Hardware fit for a King

More than 130 Burger King restaurants in Canada have a standard method of upsizing your order thanks to new point-of-sale hardware from NCR Corp.

Burger King Corp. has already

installed NCR’s Compris food service software, support services and RealPOS 7454 terminals in its more than 600 company-owned restaurants in the U.S. and is now wrapping up deployment in its 259 company-locations in Canada, the United Kingdom and Mexico. Burger King has 130 restaurants in Canada, not including franchise-owned operations.

The goal of the deployment was to standardize equipment across corporate-owned restaurants around the globe, says Michael Lingswiler, director of technical services with Burger King. “”The drive behind this was standardization. The NCR platform provided the functionality and given where they are in the market are able to provide for future releases.””

One of the benefits to having a standard interface for all restaurants is that when there is a change in the menu or a special promotion, there can be a simpler, better interface with the corporation’s back-end systems.

It also makes training employees easier, says Lingswiler. “”NCR is able to provide that training and standardize on that training across all of our regions.””

Brian Sullivan, vice-president of NCR’s retail solutions division for Canada, says simplicity is key in the fast food business, particularly for training purposes. “”Staff turnover is fairly high.””

The Compris software also allows for as much automation as possible when entering orders. Take a combination meal, for example. “”The cashier doesn’t have to make the decision,”” says Sullivan.

He says Burger King was particularly interested in having standard equipment across its corporate-owned restaurants. “”They had disparate systems.””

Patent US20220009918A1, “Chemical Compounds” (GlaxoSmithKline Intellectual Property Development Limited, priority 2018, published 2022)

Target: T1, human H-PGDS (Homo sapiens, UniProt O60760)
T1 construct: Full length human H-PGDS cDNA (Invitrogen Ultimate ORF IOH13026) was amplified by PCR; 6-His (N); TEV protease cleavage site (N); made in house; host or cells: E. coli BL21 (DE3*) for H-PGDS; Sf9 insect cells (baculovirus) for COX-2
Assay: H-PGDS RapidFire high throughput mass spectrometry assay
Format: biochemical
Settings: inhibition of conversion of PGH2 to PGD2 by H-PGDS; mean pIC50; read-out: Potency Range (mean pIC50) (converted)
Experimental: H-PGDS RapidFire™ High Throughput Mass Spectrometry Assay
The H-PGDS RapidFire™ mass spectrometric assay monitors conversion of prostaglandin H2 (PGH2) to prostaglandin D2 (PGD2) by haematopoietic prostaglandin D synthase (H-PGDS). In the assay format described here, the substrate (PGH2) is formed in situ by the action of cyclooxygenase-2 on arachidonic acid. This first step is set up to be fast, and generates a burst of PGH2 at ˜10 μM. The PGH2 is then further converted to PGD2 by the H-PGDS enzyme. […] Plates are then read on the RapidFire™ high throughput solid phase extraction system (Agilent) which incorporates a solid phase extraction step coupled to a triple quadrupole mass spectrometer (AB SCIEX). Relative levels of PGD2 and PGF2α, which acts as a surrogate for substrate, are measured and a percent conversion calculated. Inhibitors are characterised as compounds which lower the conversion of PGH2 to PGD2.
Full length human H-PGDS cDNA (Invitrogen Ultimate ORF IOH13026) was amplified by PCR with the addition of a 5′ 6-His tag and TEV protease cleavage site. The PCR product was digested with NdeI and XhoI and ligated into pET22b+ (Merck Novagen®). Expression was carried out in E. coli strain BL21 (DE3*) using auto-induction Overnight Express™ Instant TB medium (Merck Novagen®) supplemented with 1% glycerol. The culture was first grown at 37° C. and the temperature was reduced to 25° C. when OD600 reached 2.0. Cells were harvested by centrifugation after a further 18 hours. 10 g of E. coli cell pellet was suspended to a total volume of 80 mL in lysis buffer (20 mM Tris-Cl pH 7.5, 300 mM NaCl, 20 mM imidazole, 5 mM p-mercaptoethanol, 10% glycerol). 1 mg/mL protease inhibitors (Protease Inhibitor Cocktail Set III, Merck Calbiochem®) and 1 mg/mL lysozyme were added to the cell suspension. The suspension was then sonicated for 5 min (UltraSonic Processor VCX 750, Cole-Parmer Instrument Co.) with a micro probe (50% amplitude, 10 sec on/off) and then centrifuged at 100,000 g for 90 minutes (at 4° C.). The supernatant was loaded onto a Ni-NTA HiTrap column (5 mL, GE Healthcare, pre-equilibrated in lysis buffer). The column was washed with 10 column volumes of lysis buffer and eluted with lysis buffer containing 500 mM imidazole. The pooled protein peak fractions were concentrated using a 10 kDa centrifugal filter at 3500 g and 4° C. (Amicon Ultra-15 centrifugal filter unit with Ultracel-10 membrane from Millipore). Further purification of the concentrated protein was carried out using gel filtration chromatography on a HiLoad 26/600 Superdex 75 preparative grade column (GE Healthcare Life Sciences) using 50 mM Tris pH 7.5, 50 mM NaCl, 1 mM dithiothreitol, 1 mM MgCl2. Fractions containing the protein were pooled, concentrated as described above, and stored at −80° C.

Durability is also important in these fast-paced environments, says Sullivan, as well as environmental-friendliness. For one thing, these devices do have external fan vents, which ensures no elements inside the hardware come in contact with food. “”It’s designed not to overheat.””

Prior to this, Burger King had a mixture of NCR and non-NCR equipment in their restaurants. Lingswiler says generally speaking these terminals have a lifecycle of about three years. “”It doesn’t change as rapidly as a PC environment.””

While franchise restaurants are responsible for their own POS hardware/software selections, he says they often look to the corporate-owned model for direction.

Lingswiler says Burger King is exploring what new functionalities can be added to improve restaurant operations down the road.

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Gary Hilson
Gary Hilson
Gary Hilson is a Toronto-based freelance writer who has written thousands of words for print and pixel in publications across North America. His areas of interest and expertise include software, enterprise and networking technology, memory systems, green energy, sustainable transportation, and research and education. His articles have been published by EE Times, SolarEnergy.Net, Network Computing, InformationWeek, Computing Canada, Computer Dealer News, Toronto Business Times and the Ottawa Citizen, among others.

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